and by their encoded logics. meeting talk) that are structured according to particular rules and conventions.g..g. and resisting domination. we can realize how these stories—as discourse—activate particular games and produce particular effects (e. We can accept responsibility for changing the undesirable conditions that bind our selves with others. Becoming aware of how these elements shape our claims about organizational communication can make us skillful players in these games. religion. Knowledge of Organizational Communication Is Representational. by reinforcing preferred identities and relationships). of organizational socialization). it focuses on how knowledge is produced as an effect of discourse’s ability to constitute relationships between subjects and objects—for example. this analysis focuses on the messy. organizational members come to believe that some choices (but not others) are possible.qxd 8/3/2004 7:01 PM Page 129 Postmodern Theory——129 identities for themselves and attribute them to others in contested events forms a significant act of organizational power. How did this happen? Why those choices? How would things be different if we made other choices? Potentially. The connection lies in the postmodern argument that all depictions of organizational communication—particularly scholarly ones—are always-already shaped by prior texts. it examines how those choices and identifications have been shaped historically by discursive processes (e. and methods.06-Mumby. One theme in this process involves analyzing organizational “language games” (e. At a more complex level. and formal organization) in key moments of interaction. Communication Should Be Reflexive Postmodernism rejects so-called “reference” theories of language that assume symbols have naturally corresponding and preexisting objects. we discover. evolving choices that organizational members make in accepting. postmodernism encourages us to examine the complex and conflicted relations that organizational members actually have with power. Instead. or theatrical skits enacted at staff retreats. Instead of narrowly insisting on the objective accuracy of organizational stories.g. written memos. procedures. for example.. effective. and legitimate. Thus. The questions then become. this analysis focuses on how organizational members “hear” converging disciplinary voices (e. In this process.. Under this condition (which has been described as . At a basic level.. negotiating. of family. discussed above. education. we can distinguish between asking members to be accountable for their participation in organizational power. as a Result. In experiencing these processes. in oral storytelling. and blaming them.g. This theme is closely related to the theme of organizational (inter-)textuality.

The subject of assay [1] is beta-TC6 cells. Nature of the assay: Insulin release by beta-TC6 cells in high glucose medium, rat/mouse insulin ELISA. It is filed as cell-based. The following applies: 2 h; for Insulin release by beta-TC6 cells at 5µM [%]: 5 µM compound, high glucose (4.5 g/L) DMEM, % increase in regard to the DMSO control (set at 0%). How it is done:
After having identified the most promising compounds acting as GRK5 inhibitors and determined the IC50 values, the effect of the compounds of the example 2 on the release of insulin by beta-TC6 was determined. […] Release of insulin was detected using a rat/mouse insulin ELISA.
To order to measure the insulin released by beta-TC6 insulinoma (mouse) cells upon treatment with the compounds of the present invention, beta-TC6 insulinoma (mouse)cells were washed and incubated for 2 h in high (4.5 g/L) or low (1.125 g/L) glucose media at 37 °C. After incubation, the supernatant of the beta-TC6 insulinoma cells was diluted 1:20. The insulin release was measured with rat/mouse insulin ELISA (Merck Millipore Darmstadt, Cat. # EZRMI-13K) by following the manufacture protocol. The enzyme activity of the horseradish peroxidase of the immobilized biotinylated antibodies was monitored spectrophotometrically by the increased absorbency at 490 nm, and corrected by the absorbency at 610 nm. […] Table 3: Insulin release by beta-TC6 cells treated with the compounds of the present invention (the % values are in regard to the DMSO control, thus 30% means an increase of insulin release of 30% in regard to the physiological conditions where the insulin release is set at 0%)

The term “poetics” here refers to the presence and operation of rhetorical elements in these representations (e. these representations evoke multifaceted qualities of organizational experience—the whole beautiful. The first—and most frequent—charge is that postmodernism’s radical critique of ontology and epistemology creates a condition in which “anything . Prominent examples include Pacanowsky’s (1983) experimental account of a police officer’s unfolding reaction to posttraumatic stress. embodied knowledge. 1993). 1995).qxd 8/3/2004 7:01 PM Page 130 130——Engaging Organizational Communication Theory and Research a crisis of representation. boring. they remind audiences about the contingency of all such discourse. researchers strive to collaborate with organizational members as coproducers of situated. and horrifying mess. and dialogic. and questionnaires. As a result. As a result.. metaphors). we become more sharply attuned to the poetics and politics of these representations. They incorporate diverse voices in their research narratives not only to demonstrate the plurality of organizational sensemaking but also to relativize their authority as researchers and narrators. Do you find postmodern theory exciting.g. I’ll review here three of these arguments. or outrageous? If so. speech. 1995). In completing them.06-Mumby. beginning with the associated critique and following with its defense. and performance (Jeffcutt. organizational identities such as “welfare client”) that reproduce and transform existing power relations. 174–181. for that matter. Instead of “capturing” a single. In organizational communication scholarship.. pp. preexisting organizational reality. exciting. 2001.g. Evaluation: Advantages and Disadvantages This may be a good point to stop and assess your own reactions so far to this chapter. 1986). you’re not alone. any truth about it—except through contingent representations such as fieldnotes. some researchers have attempted to achieve this goal by producing postmodern ethnographies (Taylor and Trujillo. Brown and McMillan’s (1991) “synthetic” narrative of a new employee’s socialization in a nursing home. Clifford & Marcus. improvisational. postmodernists encourage audiences of these representations to continuously reflect on—and potentially challenge— the means by which their knowledge is constituted through specific conventions of writing. we accept that we cannot know a total. “Politics” refers to the ability of these representations to produce normalized effects (e. In this process. This body of theory has generated considerable controversy (Parker. confusing. final truth about organizational communication—or. These qualitative studies of organizational communication are uniquely reflexive. Van Maanen. and Goodall’s (1989) hilarious and disturbing depictions of organizational and community life in the New South. interview transcripts.